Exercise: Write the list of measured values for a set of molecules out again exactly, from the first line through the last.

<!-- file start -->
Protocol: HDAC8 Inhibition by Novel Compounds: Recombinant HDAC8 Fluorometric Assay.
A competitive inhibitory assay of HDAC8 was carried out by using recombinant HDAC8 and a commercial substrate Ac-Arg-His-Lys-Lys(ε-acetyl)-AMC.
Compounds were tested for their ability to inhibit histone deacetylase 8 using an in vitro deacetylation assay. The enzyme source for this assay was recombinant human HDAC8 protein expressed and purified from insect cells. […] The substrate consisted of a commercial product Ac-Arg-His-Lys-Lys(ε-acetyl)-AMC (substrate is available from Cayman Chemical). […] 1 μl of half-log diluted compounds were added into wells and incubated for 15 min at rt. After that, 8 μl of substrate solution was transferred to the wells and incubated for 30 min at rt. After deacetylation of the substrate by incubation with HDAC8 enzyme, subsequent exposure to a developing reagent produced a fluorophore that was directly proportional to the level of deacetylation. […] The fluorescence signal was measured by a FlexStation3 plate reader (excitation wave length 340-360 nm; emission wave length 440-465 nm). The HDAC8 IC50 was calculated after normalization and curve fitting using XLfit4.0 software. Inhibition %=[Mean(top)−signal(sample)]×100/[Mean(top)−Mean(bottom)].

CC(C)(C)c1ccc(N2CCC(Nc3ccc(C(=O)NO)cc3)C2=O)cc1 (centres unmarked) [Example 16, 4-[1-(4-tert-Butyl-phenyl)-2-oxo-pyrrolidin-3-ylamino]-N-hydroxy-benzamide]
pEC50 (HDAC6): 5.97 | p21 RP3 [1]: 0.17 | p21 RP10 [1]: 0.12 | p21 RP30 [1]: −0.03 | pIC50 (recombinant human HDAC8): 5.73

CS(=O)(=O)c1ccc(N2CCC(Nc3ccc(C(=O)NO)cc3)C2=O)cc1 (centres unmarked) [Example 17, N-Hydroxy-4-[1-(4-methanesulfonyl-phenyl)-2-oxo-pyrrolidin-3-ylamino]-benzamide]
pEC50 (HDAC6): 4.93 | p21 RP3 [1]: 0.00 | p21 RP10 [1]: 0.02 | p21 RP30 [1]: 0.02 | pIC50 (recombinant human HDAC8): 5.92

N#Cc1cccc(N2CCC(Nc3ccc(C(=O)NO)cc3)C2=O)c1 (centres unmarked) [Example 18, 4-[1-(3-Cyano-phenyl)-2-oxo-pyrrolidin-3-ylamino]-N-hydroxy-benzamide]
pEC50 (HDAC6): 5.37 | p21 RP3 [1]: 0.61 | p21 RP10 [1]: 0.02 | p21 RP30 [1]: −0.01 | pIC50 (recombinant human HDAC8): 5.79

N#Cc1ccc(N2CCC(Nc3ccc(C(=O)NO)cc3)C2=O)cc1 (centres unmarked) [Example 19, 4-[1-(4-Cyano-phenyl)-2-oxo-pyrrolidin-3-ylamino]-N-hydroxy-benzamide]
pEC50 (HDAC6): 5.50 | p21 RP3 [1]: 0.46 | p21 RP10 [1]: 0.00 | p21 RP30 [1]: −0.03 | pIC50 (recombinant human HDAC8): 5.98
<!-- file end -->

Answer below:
Protocol: HDAC8 Inhibition by Novel Compounds: Recombinant HDAC8 Fluorometric Assay.
A competitive inhibitory assay of HDAC8 was carried out by using recombinant HDAC8 and a commercial substrate Ac-Arg-His-Lys-Lys(ε-acetyl)-AMC.
Compounds were tested for their ability to inhibit histone deacetylase 8 using an in vitro deacetylation assay. The enzyme source for this assay was recombinant human HDAC8 protein expressed and purified from insect cells. […] The substrate consisted of a commercial product Ac-Arg-His-Lys-Lys(ε-acetyl)-AMC (substrate is available from Cayman Chemical). […] 1 μl of half-log diluted compounds were added into wells and incubated for 15 min at rt. After that, 8 μl of substrate solution was transferred to the wells and incubated for 30 min at rt. After deacetylation of the substrate by incubation with HDAC8 enzyme, subsequent exposure to a developing reagent produced a fluorophore that was directly proportional to the level of deacetylation. […] The fluorescence signal was measured by a FlexStation3 plate reader (excitation wave length 340-360 nm; emission wave length 440-465 nm). The HDAC8 IC50 was calculated after normalization and curve fitting using XLfit4.0 software. Inhibition %=[Mean(top)−signal(sample)]×100/[Mean(top)−Mean(bottom)].

CC(C)(C)c1ccc(N2CCC(Nc3ccc(C(=O)NO)cc3)C2=O)cc1 (centres unmarked) [Example 16, 4-[1-(4-tert-Butyl-phenyl)-2-oxo-pyrrolidin-3-ylamino]-N-hydroxy-benzamide]
pEC50 (HDAC6): 5.97 | p21 RP3 [1]: 0.17 | p21 RP10 [1]: 0.12 | p21 RP30 [1]: −0.03 | pIC50 (recombinant human HDAC8): 5.73

CS(=O)(=O)c1ccc(N2CCC(Nc3ccc(C(=O)NO)cc3)C2=O)cc1 (centres unmarked) [Example 17, N-Hydroxy-4-[1-(4-methanesulfonyl-phenyl)-2-oxo-pyrrolidin-3-ylamino]-benzamide]
pEC50 (HDAC6): 4.93 | p21 RP3 [1]: 0.00 | p21 RP10 [1]: 0.02 | p21 RP30 [1]: 0.02 | pIC50 (recombinant human HDAC8): 5.92

N#Cc1cccc(N2CCC(Nc3ccc(C(=O)NO)cc3)C2=O)c1 (centres unmarked) [Example 18, 4-[1-(3-Cyano-phenyl)-2-oxo-pyrrolidin-3-ylamino]-N-hydroxy-benzamide]
pEC50 (HDAC6): 5.37 | p21 RP3 [1]: 0.61 | p21 RP10 [1]: 0.02 | p21 RP30 [1]: −0.01 | pIC50 (recombinant human HDAC8): 5.79

N#Cc1ccc(N2CCC(Nc3ccc(C(=O)NO)cc3)C2=O)cc1 (centres unmarked) [Example 19, 4-[1-(4-Cyano-phenyl)-2-oxo-pyrrolidin-3-ylamino]-N-hydroxy-benzamide]
pEC50 (HDAC6): 5.50 | p21 RP3 [1]: 0.46 | p21 RP10 [1]: 0.00 | p21 RP30 [1]: −0.03 | pIC50 (recombinant human HDAC8): 5.98